Is there an absolute maximum temperature?

25 March 2012


Dear Chris,

I have a question about absolute zero. If we can have a lower limit on temperature -absolute zero -i.e. so cold that nothing happens, why do we not have an upper limit - i.e. a temperature that is so hot that atoms and particles are so hot that they are ripped into the most elementary units and become so excited that theycannot react with anything around them. It has always seemed to me that there is a certain asymmetry about this temperature scale.

Thanks for taking questions from interested members of the public.

Bronwyn Higgs


We posed this question to Sam Gregson, High Energy Particle Physicist at the University of Cambridge... Sam - The temperature of a system is simply related to the amount of energy in that system. Because the system can't have a negative energy, there is only so much heat you can remove from it and so a limit to how cold you can get. This is called absolutely zero. We've got very close to it. Scientists in Finland have cooled rhodium atoms to a 10th of a billionth of a degree above absolute zero. On the other hand, an absolute maximum temperature would require there to be a limit to the amount of energy you can give to a particle. As far as we know, there is no such limit. Although the speed of light is the universal speed limit, the reason you can't get there is that this would require an infinite amount of energy. So this speed limit does not limit the amount of energy and therefore, the temperature of an individual particle. The most energetic particle ever observed was a cosmic ray over Utah, travelling at 99.999999999985% of the speed of light. Probably a single proton with about 50 joules of energy. This is equivalent to about 5 trillion trillion degrees Celsius and there is no evidence that this is the hottest you could get to.

As far as we know, you are just limited by the amounts of energy you can give to a particle. So you could say that the absolute maximum temperature is a temperature equivalent to all the energy in the universe, concentrated onto one particle. But that limits more accounting than basic physics. Hannah - Thanks, Sam Gregson from Cambridge and CERN. So temperature is related to thermal energy and Einstein's theory of relativity means that although a particle has a universal speed limit, it doesn't have an energy limit. If you took all of the energy in the universe and put it into one particle, you'd essentially run out of energy before you run out of capacity for energy which is why we have no absolute maximum temperature.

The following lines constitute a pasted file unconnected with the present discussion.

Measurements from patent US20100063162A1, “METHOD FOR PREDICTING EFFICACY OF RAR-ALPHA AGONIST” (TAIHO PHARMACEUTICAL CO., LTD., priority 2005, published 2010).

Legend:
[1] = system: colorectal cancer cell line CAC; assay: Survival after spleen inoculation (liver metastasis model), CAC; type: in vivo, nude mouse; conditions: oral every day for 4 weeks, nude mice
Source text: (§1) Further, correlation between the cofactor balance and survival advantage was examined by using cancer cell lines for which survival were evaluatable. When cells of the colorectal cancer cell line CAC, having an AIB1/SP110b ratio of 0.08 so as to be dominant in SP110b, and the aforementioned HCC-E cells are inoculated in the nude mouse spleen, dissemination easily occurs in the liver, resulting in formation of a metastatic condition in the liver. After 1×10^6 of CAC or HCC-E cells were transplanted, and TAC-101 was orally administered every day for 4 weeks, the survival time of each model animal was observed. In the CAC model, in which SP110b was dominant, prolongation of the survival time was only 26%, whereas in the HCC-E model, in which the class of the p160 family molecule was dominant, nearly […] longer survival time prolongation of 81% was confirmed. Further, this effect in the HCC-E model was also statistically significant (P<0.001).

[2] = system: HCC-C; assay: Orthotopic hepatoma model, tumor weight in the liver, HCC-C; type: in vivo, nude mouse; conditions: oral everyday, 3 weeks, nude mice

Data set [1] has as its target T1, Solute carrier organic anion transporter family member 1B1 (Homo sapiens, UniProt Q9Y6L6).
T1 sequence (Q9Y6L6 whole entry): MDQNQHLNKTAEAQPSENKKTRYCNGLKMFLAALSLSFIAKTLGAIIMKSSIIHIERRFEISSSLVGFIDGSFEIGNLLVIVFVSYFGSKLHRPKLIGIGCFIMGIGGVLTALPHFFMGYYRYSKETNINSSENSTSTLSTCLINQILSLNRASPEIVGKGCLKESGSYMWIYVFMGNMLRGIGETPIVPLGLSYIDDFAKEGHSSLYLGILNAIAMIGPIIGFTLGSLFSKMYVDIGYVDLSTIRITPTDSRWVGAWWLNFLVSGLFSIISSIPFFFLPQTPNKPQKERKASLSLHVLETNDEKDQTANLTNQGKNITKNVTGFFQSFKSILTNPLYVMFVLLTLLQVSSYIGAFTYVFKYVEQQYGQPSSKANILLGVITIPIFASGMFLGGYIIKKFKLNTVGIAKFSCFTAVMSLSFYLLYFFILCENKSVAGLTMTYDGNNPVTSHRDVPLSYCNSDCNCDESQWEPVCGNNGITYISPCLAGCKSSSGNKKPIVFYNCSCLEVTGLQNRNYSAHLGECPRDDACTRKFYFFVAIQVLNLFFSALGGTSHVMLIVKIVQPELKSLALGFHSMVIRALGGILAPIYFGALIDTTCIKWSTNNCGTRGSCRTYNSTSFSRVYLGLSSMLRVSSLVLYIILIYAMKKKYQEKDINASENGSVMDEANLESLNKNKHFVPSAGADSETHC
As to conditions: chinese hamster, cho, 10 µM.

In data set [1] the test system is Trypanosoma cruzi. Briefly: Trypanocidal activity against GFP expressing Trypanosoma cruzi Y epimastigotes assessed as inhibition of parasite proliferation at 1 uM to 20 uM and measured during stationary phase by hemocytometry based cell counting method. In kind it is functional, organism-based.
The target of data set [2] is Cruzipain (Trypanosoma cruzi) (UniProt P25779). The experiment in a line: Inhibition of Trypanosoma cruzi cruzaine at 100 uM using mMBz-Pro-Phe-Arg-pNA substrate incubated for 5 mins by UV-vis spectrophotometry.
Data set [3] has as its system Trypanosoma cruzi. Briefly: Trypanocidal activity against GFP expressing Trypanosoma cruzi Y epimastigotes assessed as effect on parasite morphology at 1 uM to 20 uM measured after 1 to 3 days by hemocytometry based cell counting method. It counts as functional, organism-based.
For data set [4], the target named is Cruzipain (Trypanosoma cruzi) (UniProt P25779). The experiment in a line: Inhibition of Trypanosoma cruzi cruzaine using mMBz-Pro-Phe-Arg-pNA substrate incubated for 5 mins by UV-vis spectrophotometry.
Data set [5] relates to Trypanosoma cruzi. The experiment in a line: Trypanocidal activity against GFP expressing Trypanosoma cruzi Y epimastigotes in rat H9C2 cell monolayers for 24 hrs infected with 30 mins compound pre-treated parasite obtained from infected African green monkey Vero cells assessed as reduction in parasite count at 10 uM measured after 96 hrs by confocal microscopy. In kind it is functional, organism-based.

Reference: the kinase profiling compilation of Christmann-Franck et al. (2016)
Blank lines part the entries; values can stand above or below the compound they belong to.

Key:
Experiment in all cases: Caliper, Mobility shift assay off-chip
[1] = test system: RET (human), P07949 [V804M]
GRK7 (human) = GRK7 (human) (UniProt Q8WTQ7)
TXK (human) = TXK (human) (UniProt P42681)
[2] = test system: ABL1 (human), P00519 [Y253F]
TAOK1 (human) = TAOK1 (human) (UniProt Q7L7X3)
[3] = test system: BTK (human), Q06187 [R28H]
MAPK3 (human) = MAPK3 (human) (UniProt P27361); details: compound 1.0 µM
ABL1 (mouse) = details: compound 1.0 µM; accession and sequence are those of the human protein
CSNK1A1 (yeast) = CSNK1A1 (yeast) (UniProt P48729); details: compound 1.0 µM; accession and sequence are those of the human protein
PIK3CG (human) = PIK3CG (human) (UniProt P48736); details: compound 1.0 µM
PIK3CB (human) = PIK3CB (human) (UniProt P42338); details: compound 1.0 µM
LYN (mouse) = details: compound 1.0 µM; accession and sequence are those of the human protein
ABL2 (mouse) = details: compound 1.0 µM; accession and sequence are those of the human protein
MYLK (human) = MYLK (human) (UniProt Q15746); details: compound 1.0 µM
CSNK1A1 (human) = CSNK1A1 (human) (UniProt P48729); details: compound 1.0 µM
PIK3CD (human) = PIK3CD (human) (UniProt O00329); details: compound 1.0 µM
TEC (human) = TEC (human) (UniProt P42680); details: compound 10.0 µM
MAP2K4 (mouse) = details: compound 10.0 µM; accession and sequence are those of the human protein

Wouldn't a particle supposedly *not* have a speed limit, since there is supposedly no energy limit? I mean, if you add more energy, the particle will go faster, eventually exceeding the speed of light.
Conversely, if there *is* a speed limit on a particle, wouldn't there also have to be an energy limit?

Would'nt the big bang be that one atom

It's not false to say we have no reason to suppose there is an absolute temperature, but it's not entirely true either. The more precise case is we don't know if there is or is not an absolute maximum temperature, which is something the article could say a bit more directly for full disclosure. It's analogous to saying 'there is no such reason to say there is life on other planets'. That's true insofar as we haven't seen any, but we also haven't looked everywhere, so it's not entirely honest.

As for temperature, quantum mechanics gives us a very tiny distance known as the Planck Length below which the idea of distance doesn't seem to make sense. At high temperatures, objects emit radiation with a wavelength related to their energy (AKA Blackbody Radiation -- like when your toaster glows red hot). The Planck temperature (1.4 x 10^32 Kelvin) is the point where the radiation emitted from said object would be equal in wavelength to the Planck Length. There isn't much reason to suppose you couldn't *try* to add more heat to make the thing hotter, but we just literally don't know what would happen. We would need a theory of quantum gravity, which we don't have, because with that much energy in one place, general relativity comes into play and without quantum gravity we have no way of knowing what would happen. So while we indeed don't have a reason to think there is a maximum temperature, it would be more honest to say we don't know one way or the other.

Absolute cold at approx. -460 F where atoms do not function what happens when the temperature exceeds this negative threshold. What does a hydrogen atom revert too? The universe had to start with nothing and hydrogen was the the beginning of matter, light, energy.

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